Update on the Child Tax Credit: Without the Stimulus Funds, Child Poverty Might Rise by 17% This Month
For millions of American families, the American Rescue Plan boosted the child tax credit. According to a new analysis, the elimination of advance monthly payments might lead the child poverty rate in the United States to rise by 17% this month.
According to the Columbia University Center on Poverty and Social Policy’s newest data, the child tax credit reached nearly 60 million children in December, keeping almost 3.7 million children out of poverty for the month. According to the report, the child tax credit reduced monthly child poverty by nearly 30%.
According to the report, the monthly child poverty rate might rise from 12.1 percent in December 2021 to at least 17.1 percent in January, the highest percentage since December 2020. The monthly child poverty rate was 15.8 percent in June 2021, the month before the advance monthly payments were implemented.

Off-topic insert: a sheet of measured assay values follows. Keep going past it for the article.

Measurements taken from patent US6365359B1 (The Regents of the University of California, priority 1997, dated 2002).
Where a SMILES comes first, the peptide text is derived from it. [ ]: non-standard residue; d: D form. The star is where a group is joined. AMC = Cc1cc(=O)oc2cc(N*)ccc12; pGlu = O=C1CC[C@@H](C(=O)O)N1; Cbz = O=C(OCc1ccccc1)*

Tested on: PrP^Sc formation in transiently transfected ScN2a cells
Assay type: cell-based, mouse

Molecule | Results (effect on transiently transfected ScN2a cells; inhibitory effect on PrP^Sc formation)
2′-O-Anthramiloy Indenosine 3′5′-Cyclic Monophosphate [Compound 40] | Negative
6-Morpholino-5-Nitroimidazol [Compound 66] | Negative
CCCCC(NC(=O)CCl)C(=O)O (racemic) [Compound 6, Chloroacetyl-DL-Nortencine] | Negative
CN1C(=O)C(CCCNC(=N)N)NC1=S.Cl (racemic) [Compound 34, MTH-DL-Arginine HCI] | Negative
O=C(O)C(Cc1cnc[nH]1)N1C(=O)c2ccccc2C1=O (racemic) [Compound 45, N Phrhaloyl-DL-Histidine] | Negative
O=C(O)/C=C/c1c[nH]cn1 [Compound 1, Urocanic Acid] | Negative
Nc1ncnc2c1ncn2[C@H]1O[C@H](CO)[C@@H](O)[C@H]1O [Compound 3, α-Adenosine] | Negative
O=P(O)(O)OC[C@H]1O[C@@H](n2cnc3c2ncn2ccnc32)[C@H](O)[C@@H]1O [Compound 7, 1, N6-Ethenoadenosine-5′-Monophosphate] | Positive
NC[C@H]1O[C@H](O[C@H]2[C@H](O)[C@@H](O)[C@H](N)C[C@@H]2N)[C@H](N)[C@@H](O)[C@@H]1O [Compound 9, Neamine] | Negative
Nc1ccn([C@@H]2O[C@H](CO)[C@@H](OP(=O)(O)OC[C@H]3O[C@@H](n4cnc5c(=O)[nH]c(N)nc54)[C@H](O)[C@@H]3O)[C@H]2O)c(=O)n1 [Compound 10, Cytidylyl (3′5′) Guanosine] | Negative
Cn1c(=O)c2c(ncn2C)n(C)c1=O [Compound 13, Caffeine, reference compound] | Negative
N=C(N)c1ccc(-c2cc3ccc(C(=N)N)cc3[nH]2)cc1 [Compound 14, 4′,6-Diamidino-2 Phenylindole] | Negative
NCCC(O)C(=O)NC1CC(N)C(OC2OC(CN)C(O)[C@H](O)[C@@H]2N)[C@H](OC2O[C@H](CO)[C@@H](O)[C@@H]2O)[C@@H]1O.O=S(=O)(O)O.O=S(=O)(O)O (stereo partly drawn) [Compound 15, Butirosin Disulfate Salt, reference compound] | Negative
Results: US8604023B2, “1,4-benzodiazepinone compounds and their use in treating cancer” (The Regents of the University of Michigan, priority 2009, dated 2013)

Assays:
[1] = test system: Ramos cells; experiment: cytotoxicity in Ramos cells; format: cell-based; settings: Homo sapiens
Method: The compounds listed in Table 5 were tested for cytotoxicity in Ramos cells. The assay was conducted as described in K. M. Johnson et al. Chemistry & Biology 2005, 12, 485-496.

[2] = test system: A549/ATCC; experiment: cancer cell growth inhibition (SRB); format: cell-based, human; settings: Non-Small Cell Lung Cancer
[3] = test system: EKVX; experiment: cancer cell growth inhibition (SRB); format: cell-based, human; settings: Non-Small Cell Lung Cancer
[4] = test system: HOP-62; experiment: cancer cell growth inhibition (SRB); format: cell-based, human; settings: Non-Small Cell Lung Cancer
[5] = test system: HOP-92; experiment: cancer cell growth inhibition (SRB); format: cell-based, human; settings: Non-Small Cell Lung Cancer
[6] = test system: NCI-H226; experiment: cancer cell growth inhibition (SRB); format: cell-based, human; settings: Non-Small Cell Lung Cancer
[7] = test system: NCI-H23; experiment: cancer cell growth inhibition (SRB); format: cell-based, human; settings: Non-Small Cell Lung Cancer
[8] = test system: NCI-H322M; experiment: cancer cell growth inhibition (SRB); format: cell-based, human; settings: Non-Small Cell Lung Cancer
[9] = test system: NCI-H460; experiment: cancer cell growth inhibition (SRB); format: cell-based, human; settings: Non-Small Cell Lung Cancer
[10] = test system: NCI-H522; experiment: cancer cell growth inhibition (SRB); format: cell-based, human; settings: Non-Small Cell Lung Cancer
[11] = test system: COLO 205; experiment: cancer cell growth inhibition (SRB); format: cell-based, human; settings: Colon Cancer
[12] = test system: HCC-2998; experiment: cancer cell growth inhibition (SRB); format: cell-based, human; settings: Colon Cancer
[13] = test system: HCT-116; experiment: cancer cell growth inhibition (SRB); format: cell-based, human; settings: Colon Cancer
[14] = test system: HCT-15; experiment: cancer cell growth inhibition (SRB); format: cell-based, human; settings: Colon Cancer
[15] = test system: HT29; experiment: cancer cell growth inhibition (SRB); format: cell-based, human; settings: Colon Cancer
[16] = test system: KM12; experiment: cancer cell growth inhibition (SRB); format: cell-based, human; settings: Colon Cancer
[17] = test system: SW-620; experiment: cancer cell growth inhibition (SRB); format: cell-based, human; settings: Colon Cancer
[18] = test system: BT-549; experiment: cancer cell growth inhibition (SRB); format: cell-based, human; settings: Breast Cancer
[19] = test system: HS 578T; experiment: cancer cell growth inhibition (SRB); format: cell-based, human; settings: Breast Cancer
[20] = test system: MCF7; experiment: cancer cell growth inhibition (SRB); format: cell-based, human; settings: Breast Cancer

“Since July, the Child Tax Credit’s monthly payments have helped millions of families pay for necessities like food, daycare, and other household needs as they occur,” said Treasury Secretary Janet L. Yellen. “Tens of millions of children’s lives have been enhanced across the country because families have gotten tax relief when they most needed it.”
Data from the Census Bureau’s Household Pulse Survey found that 55 percent of middle-income families spent their payments on food, more than 26% on clothing, and 23% on school and after-school costs within weeks of the first payment in July.
President Joe Biden’s Build Back Better Plan, which included an extension of the increased child tax credit, ran into resistance from Senator Joe Manchin (D-W.Va.), whose support was required for the bill to succeed.